6 Reasons Why Tom Hardy's Bane Was So Perfect
#4 He Based Bane's Voice On a Bare Knuckle Boxer
Nolan kept some elements of the comic book version of Bane, but still made unique changes of his own. For instance, instead of sticking to the commonly known story of Bane gaining strength from tubes that pump a powerful steroid called "venom" into his blood, Bane was given a mask with a more realistic and scientific purpose. These changes were important to how Tom Hardy would make Bane's voice. Also, Bane's voice was one of the very few resources Hardy could use to make the performance memorable so it had to be good.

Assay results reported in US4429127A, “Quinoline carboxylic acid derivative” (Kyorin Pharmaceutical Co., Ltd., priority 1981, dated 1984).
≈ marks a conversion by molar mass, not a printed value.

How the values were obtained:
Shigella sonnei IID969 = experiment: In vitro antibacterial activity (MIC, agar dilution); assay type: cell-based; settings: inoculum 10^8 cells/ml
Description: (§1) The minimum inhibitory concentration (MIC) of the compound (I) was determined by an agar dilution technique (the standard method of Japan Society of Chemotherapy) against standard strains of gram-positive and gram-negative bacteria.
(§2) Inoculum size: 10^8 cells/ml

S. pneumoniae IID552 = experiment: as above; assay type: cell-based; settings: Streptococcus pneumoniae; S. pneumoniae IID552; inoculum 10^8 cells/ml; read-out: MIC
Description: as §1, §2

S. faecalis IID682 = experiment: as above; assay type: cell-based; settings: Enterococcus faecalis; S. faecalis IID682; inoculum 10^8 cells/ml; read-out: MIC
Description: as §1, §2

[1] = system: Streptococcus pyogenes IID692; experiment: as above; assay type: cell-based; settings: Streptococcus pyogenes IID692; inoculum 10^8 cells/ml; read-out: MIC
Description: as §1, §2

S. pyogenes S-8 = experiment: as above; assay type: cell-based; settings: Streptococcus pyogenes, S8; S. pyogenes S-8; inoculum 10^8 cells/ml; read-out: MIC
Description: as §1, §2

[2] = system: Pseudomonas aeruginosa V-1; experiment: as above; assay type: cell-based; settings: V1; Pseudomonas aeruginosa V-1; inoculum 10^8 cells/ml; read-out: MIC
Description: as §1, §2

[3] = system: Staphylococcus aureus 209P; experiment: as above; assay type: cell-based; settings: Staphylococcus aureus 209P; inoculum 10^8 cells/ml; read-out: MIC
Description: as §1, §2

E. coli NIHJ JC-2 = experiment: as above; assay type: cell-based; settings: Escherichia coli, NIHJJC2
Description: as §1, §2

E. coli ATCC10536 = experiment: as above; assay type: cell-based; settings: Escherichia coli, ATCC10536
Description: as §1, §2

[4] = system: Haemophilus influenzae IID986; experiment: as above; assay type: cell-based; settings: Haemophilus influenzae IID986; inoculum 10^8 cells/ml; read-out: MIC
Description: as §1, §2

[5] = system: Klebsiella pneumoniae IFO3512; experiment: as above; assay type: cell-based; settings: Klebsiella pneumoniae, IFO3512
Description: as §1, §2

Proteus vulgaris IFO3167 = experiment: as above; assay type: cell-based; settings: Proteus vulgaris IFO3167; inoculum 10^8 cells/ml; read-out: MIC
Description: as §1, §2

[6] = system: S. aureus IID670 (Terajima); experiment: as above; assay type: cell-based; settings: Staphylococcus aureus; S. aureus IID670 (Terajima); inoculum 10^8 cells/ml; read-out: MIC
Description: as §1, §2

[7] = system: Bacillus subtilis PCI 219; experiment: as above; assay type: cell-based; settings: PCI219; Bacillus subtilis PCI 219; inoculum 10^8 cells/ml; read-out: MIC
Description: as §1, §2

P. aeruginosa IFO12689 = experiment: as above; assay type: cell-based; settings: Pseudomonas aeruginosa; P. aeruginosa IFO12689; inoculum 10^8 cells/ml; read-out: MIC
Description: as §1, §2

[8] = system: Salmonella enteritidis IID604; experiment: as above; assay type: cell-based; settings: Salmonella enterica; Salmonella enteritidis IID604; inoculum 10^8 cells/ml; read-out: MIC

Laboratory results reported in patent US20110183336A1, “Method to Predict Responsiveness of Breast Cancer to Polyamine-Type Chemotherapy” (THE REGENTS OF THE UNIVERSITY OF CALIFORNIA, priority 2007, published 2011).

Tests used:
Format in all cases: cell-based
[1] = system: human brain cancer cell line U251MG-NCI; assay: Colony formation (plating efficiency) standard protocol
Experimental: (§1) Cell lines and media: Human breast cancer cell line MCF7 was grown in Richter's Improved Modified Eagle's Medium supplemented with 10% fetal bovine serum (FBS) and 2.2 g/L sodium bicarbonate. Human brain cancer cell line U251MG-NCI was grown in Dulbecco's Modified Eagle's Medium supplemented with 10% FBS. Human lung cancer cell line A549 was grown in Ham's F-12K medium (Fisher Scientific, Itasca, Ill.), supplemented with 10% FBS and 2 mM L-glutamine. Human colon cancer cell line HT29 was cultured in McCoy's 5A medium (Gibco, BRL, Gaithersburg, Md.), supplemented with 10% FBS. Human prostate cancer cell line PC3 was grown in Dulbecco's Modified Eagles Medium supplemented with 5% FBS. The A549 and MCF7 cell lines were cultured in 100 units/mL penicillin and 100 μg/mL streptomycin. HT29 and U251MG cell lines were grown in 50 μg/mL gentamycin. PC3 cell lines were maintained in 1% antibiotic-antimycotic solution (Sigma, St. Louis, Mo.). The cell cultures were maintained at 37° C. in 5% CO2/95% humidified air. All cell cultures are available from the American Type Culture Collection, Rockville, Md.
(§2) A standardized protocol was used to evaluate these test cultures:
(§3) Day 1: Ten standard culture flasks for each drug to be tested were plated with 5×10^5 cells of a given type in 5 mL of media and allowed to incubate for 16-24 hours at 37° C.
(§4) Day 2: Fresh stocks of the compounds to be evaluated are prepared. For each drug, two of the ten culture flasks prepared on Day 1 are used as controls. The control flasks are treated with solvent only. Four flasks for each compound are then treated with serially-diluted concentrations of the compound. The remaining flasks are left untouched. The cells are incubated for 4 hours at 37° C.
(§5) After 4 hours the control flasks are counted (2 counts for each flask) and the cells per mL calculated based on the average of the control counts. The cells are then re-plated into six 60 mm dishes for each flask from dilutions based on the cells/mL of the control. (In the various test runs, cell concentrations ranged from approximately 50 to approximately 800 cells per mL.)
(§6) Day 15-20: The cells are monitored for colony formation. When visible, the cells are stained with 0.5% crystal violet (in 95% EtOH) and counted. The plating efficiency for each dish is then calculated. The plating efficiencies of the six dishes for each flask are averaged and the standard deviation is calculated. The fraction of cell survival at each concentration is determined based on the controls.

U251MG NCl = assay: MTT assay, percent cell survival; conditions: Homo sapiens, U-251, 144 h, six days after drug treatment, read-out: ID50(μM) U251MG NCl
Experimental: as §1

In the comics, Bane had a Latin American background. On the the big screen, Bane had an undeterminable origin. On the one hand, this worked just fine since Bane's backstory has changed as much as the Joker’s backstory over the years. On the other hand, Tom needed a voice that touched on the history of the character without coming off like a Mexican wrestler as so many versions of Bane often have. Hardy took inspiration from Bartley Gorman, a bare-knuckle boxing champion. Contrary to critical nerd reviews, this was not really a betrayal of Bane’s origins. Gorman was a Romani gypsy. Even though it wasn’t the expected Latino accent, it is still Latin. In Hardy’s words, it was "underpinning the traditional Latin origins."